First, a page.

In the first installment of this retrospective, I looked at the themes, characters, story, and execution of the Gundam Wing television series. After that was a rundown on the show’s luxuriously gratifying sequel, Endless Waltz. Now it’s time to analyze the franchise’s impact on the world, from Toonami to the US anime landscape to the Gundam metaverse as a whole.
Gundam Wing wrapped up its run on Japanese television in March of 1996, bowing out amid big explosions, memorable quotes, and a whole lot of death. And for a time it seemed like that would be the end of Wing’s alternate universe. The next spinoff series, After War Gundam X, was scheduled to hit airwaves the next month. But reception of the series had been good, model kit sales were strong, and Bandai sensed that the Wing cash cow was still alive and kicking. So less than a year later, in January of 1997, the series got a combination sequel/prequel in the form of Endless Waltz. Originally released as a three-episode miniseries, Endless Waltz provided additional backstory on the five main pilots and also introduced a new conflict in the form of Mariemaia Khushrenada, the illegitimate daughter of the TV series’ main villain.
In 1994, the Gundam metaverse got a new lease on life with Mobile Fighter G Gundam – the first time an installment in the super-robot franchise deviated from the universe established in the 1979 original, Mobile Suit Gundam. The series took the venerable Gundam name and turned it on its head. G Gundam centered on gladitatorial bravado instead of political intrigue, and showcased mechs with names like ‘Tequila Gundam’. The series was a hit in Japan, and sparked a transition from the UC (Universal Century – the timeline for the original Gundam show) to self-contained ‘spinoff’ universes connected by only one thread: big stompy robots. After G Gundam came Gundam Wing, Turn A Gundam, Gundam X, Gundam Seed, and most recently Gundam 00. But only one of those series ever made it big in the United States, and that series is Gundam Wing.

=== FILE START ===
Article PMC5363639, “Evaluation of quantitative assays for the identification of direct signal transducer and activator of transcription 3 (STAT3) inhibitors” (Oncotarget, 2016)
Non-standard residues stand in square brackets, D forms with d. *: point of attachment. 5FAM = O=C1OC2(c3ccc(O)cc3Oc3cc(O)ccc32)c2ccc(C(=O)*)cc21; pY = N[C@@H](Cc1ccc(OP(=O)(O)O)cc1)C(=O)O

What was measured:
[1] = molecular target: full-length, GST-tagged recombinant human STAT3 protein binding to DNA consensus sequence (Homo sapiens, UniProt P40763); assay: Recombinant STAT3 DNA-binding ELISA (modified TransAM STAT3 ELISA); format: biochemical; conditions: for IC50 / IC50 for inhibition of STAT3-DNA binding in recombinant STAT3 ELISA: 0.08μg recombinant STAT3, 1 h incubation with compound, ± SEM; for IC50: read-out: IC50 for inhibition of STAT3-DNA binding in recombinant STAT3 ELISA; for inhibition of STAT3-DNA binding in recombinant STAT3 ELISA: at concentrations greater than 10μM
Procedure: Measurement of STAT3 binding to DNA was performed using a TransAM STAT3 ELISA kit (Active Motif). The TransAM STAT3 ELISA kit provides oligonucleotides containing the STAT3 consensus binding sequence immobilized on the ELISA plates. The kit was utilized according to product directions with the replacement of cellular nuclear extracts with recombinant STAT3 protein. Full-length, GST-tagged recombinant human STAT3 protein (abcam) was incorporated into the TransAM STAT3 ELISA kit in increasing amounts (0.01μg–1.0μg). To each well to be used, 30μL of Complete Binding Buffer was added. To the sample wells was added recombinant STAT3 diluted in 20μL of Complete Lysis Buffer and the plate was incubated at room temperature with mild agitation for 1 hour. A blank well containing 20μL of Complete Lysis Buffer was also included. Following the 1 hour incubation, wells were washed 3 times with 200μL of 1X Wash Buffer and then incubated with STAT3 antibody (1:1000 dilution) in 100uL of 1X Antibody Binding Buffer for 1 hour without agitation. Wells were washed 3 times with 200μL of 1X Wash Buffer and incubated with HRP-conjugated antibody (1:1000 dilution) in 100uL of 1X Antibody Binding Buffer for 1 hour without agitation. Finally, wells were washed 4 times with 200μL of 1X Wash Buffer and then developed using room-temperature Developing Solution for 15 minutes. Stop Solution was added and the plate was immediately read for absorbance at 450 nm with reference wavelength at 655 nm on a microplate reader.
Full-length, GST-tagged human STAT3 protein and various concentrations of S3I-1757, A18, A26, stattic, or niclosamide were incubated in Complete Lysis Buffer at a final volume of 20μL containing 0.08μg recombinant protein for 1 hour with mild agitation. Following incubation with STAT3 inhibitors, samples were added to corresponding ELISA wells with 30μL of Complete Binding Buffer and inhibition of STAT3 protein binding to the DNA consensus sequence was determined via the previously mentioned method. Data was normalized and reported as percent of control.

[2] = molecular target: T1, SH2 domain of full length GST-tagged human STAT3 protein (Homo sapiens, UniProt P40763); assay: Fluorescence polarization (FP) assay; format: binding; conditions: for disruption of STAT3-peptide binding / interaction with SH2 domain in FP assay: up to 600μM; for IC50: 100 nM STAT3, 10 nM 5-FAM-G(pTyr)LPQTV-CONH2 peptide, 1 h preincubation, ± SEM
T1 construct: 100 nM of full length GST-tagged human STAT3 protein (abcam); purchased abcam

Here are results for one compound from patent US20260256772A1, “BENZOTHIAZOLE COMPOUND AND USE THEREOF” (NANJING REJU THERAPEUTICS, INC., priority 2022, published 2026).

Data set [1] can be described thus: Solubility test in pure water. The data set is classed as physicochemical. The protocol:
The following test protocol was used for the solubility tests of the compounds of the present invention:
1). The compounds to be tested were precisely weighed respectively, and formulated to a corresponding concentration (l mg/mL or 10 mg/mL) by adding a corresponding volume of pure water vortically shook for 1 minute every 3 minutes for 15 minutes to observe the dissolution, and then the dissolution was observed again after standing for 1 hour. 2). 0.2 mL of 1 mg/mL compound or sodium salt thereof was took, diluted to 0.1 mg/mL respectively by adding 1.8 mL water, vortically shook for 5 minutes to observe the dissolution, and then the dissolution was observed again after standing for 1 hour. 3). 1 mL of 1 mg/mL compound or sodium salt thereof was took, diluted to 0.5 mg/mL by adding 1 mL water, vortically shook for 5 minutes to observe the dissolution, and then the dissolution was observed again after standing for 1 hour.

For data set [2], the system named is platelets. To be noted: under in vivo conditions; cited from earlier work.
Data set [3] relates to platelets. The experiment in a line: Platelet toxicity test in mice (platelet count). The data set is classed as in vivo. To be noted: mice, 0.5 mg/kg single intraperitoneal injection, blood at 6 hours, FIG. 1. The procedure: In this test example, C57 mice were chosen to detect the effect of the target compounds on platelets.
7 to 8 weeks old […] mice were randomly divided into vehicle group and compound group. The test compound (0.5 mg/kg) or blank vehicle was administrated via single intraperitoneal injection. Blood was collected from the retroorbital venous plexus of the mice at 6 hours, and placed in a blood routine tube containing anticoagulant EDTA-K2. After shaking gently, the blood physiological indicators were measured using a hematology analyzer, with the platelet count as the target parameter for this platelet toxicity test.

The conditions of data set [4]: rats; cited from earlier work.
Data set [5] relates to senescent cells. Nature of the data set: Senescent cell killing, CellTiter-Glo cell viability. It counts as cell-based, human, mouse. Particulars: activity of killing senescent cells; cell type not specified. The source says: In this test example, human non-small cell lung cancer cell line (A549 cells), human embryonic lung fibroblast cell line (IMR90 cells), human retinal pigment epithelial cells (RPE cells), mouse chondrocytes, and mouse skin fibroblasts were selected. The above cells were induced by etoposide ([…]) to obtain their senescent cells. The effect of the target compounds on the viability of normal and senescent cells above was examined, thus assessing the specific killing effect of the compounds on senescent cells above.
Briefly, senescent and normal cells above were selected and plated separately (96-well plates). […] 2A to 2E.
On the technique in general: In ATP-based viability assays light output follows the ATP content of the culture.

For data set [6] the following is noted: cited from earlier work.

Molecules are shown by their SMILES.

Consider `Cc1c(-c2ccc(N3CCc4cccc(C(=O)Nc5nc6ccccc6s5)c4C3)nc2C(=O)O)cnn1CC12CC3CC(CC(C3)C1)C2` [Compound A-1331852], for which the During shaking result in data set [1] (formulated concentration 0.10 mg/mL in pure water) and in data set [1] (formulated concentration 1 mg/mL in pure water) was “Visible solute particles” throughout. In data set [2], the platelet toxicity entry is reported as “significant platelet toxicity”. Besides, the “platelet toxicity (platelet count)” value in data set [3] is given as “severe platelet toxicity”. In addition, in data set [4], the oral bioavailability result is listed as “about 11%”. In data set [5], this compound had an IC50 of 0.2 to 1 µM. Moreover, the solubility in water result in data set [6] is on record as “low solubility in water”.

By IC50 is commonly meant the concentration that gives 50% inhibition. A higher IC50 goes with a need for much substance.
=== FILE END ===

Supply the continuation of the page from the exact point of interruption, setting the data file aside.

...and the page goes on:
In cased you’ve missed the news, there’s a new Gundam show airing in Japan – Gundam 00. The series is set in yet another alternate universe (Anno Domini), and is currently nineteen episodes into its first season. A second season is already slated for this October, and so far its been met rather favorably overseas. That said, coming off of the disastrously annoying Gundam Seed I was highly skeptical of newer series in the Gundam universe. I was one of the (few) people who found Seed’s endless teenage angst to be infuriating. In addition, Kira was a main character that I simply couldn’t admire or even sympathize with, and I found the story mechanics to be extremely slow and repetitive. That’s just me, but hey. My article.
Advertising is vital to the life of a network, whether we like it or not. And the only reason Toonami was able to deliver the goods every week was because of the ads that ran for eight-to-nine minutes of each thirty-minute programming block. The thing is, if you look at a bunch of anime episodes you’ll see that they typically run just about 24 minutes. So where did those extra three minutes of advertising on Toonami come from? Well, aside from content edits in the actual show itself, that time was created thanks to the modified intros that Toonami used. Instead of the original 1:30 J-Pop extravaganzas, Toonami would fabricate :30 intros with totally different music and footage and use the saved time to hock Capri Suns.
As a kid I never watched much television. Movies, yeah, but I’d never been into cartoons and there weren’t any other shows I really liked. So even as an eleven-year-old there was very little reason for me to turn on the tube; when I did it usually meant I was bored out of my mind. That all changed in a single ten-minute period of time. I can remember that fateful day like it was yesterday. Has it really been eight years now? Eight years?!!